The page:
Also, if you like breakfast joints, you should hit up Another Broken Egg in Panama City (also in Grayton Beach and Destin). Scrumptious!!!!

    On the non-food front, if you love beautiful art glass pieces, then stop by Fusion in Seaside. Talk about photo ops! *makes my heart skip a beat thinking about it!*

    If you need any other dining or shopping ideas in that neck of the woods, just let me know! My hubs and I go there every November.

    Enjoy!

    Andrea

    • Wow, Andrea – thanks for all the tips! Ted and I used to have a home in Laguna Beach so we know a lot of those places. Another Broken Egg in Grayton is our favorite for breakfast – love that place. Have been in Fusion also, and I love Sun Dog Books in Seaside. Where do ya’ll stay when you go down?

      • We rent from a private individual in Blue Mountain Beach. I love it there in November, there’s no one on the beach. It’s warm enough during the day to enjoy sitting in the sand (my hubby usually goes for a dip in the gulf too).

        Hope you have a great stay!!

      • Thanks, Andrea – looking forward to it. Blue Mountain and that whole area is so beautiful, and November-March is the perfect time to go to the beach.

  5. Stuffed Flounder sounds delicious! The book sounds interesting and I’m always looking for something new to read so I’m going to check that one out. Have a great weekend!!

  6. Thanks so much for the book reviews! I’ve already read two of Steve Hamilton’s books and love them. Next up is Iron Lake by William Krueger. I agree about the weather. My irises, daffodils and azaleas are in full bloom and my car is covered in yellow pollen. Also the air conditioner is on.

  7. I’m with Hilde-I love the bits and pieces posts! Stuffed Flounder does sound very good.
    I’m not looking forward to pollen season here-my deck gets covered in yellow just like you descrobed and my seasonal allergies get worse every year. Hopefully it won’t last long.

    Have a great weekend and Happy Valentine’s Day!

  8. You are not the only ones w/early allergy issues! Even up here, in Michigan, my spring allergies have sprung! The allergy pills are out, as is my neti pot! Ohhhh and my poor iris..they have sprouted too. I’ve heard rumors of folks seeing daffodils springin up but havn’t spotted any myself! Its WAY to early for this… I’m hoping it doesn’t dwarf their spring season.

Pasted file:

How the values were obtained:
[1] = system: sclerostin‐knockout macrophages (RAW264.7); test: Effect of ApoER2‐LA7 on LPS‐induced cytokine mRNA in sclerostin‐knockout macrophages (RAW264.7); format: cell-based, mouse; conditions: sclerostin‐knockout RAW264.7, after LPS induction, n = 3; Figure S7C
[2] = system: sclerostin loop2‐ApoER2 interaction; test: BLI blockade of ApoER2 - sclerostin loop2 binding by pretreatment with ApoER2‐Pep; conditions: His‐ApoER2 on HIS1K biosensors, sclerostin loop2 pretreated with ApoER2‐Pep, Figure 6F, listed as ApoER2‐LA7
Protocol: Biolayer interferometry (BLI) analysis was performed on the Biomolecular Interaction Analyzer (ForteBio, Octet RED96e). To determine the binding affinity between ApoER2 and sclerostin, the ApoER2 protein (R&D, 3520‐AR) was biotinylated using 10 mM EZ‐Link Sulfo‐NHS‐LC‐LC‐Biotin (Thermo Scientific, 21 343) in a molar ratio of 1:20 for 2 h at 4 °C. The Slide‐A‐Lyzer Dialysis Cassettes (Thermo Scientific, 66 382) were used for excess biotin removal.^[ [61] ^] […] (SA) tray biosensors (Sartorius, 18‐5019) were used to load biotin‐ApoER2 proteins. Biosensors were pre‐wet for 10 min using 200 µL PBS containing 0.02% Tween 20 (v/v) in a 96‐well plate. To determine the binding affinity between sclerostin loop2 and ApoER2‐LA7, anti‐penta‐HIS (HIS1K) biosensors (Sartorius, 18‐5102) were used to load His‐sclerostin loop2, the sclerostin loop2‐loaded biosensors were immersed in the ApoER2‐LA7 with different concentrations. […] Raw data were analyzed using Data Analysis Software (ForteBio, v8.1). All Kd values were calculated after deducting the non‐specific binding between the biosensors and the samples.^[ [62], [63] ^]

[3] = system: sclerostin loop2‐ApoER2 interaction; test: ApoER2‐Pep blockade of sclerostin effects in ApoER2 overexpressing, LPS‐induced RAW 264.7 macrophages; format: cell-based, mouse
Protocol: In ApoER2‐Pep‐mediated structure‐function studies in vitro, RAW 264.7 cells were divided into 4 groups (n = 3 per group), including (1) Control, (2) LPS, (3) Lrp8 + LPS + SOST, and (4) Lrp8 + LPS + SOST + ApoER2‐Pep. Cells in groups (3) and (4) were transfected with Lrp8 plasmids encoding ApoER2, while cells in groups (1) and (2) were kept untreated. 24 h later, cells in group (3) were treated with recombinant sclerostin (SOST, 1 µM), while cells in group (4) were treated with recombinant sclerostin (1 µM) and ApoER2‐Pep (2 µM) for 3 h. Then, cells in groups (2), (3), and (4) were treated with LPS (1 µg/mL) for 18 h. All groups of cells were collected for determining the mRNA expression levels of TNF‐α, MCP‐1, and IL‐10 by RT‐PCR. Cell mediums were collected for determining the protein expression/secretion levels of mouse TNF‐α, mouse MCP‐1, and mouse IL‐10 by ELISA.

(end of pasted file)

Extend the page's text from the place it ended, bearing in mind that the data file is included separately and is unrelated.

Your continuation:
Luckily, we’re having a lil bit of winter today. Maybe this will put them all back to sleep before to much damage is done…including this “spring sinus headache!”
    When you’re in FL look to the west & wave hello to Gulf Shores, Al for me please! 😉

    Have fun!

    • Will do, Nancy!

  9. The picture of Bear is so precious! I am sitting here in Iowa at 2:00 p.m. and we have a wind chill of -1. Yikes! I plan to go home tonight after work and wrap up in my snuggie and read a good book! I wish 5:00 would hurry up and get here!!! Have a great weekend!

  10. Brenda,

    It has been so “warm” this winter, but there are no allergy problems tonight. It is 13 degrees and snowing. The weather man had called for an inch or less, but I’m sure it’s been close to 3 inches. I’d much rather be basking in your warm temperatures -even with the tree pollen. When we lived at Houghton Lake, we had many, many Scotch Pines around us and everything would be yellow in the spring. Luckily no one in my family was allergic to the pollen. Our daffodils are planted at the south end of the house, so they have had plenty of sun and warmer temperatures, but so far we’ve not seen any green poking out of the ground.

    Bear looks so comfortable in the green grass with the little clover blossoms. When you took the picture, did he say, “Please go away. Don’t disturb me.”

    • I’m so forgetful. I meant to tell you that I know you’ll do quite well with your speech. However, I don’t think it would be a good idea to give the ladies any Mackinac Island fudge because they’ll all go to sleep when they crash after all that sugar.

    • To be truthful, Lowell, that pic of Bear if from the Island this summer. 🙂

  11. You will do just fine…..give everyone by love in Sylvester….I miss living in that town….great people there….